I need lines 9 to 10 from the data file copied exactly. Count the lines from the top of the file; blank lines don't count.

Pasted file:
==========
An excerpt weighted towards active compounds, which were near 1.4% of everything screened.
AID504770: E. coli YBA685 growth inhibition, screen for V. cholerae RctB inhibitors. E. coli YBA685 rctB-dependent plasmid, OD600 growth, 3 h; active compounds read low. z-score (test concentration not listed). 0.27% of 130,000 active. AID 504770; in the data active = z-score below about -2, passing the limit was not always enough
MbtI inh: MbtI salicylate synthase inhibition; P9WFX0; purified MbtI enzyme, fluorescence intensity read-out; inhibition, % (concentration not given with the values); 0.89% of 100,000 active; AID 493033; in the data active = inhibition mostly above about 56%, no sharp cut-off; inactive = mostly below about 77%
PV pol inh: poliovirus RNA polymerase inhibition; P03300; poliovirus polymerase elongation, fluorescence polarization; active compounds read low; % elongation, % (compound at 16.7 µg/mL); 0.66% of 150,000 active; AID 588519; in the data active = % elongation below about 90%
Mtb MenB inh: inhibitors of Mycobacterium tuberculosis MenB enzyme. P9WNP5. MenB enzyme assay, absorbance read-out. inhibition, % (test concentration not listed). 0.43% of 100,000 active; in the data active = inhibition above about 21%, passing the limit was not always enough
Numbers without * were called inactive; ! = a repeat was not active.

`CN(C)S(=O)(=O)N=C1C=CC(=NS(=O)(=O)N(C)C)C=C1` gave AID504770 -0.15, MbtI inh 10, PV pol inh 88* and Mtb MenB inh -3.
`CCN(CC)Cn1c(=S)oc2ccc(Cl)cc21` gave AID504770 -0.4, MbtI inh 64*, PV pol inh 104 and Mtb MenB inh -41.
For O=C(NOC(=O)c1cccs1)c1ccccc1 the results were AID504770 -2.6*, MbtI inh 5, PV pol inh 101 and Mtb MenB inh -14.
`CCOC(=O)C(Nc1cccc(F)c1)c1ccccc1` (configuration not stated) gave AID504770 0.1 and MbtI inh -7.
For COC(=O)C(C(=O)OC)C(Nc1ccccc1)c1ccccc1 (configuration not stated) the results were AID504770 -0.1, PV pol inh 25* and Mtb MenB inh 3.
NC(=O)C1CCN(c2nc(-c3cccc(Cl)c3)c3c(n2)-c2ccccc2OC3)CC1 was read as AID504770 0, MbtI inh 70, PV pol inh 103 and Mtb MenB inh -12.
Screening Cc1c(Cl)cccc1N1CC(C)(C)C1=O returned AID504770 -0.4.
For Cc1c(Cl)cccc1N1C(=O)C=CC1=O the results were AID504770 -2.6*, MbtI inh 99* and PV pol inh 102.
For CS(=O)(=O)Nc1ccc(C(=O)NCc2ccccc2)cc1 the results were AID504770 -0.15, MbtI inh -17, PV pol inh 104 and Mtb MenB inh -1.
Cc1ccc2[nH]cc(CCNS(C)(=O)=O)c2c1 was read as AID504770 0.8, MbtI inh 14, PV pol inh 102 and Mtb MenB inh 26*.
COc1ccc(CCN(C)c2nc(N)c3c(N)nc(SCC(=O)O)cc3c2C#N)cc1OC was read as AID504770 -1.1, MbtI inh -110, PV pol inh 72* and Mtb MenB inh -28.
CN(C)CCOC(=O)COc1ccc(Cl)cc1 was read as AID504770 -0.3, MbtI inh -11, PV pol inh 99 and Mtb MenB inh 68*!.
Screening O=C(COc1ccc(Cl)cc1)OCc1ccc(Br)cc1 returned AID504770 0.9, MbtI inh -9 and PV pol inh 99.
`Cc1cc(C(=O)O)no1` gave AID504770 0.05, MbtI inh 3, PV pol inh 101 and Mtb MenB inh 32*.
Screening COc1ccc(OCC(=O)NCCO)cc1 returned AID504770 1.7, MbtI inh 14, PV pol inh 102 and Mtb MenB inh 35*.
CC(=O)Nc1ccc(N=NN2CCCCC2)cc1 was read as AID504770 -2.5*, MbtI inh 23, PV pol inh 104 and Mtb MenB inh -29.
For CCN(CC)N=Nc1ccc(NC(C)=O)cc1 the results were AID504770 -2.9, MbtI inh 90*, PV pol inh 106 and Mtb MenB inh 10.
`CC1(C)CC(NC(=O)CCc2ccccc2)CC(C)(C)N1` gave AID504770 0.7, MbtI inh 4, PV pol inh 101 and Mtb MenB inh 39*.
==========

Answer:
For O=C(NOC(=O)c1cccs1)c1ccccc1 the results were AID504770 -2.6*, MbtI inh 5, PV pol inh 101 and Mtb MenB inh -14.
`CCOC(=O)C(Nc1cccc(F)c1)c1ccccc1` (configuration not stated) gave AID504770 0.1 and MbtI inh -7.